India’s GDP estimates mystery: Circumstances, not malice

In Economy, Macro Economy, The Print by Praveen ChakravartyLeave a Comment

In recent months, many allegations have been made about fudging of official data by government departments in both the centre and the states. How do the allegations hurt the credibility of institutions and what safeguards can be put in place? We ask experts.

India’s GDP estimates mystery: Circumstances, not malice – Praveen Chakravarty,  Senior Fellow, IDFC Institute, Mumbai.

When the Central Statistics Office (CSO) announced that India’s GDP grew at 7 per cent in the quarter during which demonetisation was implemented, it was received with bewilderment. When the CSO estimated India’s GDP growth at 8 per cent for FY16, experts and analysts lamented that it does not “feel like” an 8 per cent growth economy. All other indicators pointed otherwise – poor trade numbers, abysmal credit growth, lack of private investment and so on. The CSO attracted global criticism for putting out numbers that did not match “lived realities”. India was tainted with data fudging allegations. This is a tad unfair.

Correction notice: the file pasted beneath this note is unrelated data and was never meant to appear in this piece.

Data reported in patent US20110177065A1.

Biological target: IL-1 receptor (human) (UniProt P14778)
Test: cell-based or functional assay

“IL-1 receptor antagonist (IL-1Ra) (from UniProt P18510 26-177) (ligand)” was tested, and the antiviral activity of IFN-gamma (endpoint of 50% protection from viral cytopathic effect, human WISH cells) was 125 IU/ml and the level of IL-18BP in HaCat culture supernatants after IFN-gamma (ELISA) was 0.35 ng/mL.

The CSO adopted a new GDP estimation methodology in 2015. It had three big changes:

  1. Change of base year which is a routine and accepted change
  2. Expanding the dataset to incorporate new measures — needed to ensure GDP adequately captures the changing nature of India’s economy
  3. Change in methodology to estimate GDP through a superior “value added” measure rather than just production of goods and services.

These three changes have rendered it impossible to reconcile current GDP estimates with past trends. The CSO has been unable to tell us what the previous years’ GDP estimates would have been under the new methodology because it is difficult to go back in time and collect new data points. There is also scepticism of the CSO’s numbers, because the new dataset has not been made public.

But insinuations of connivance or deliberate fudging of data smacks of ignorance of the institutional strength of the CSO and the technocratic professionalism of the Chief Statistician of India. As they say: ‘Do not attribute malice to what can be explained by circumstances.’

Published on 29 June, 2017 in The Print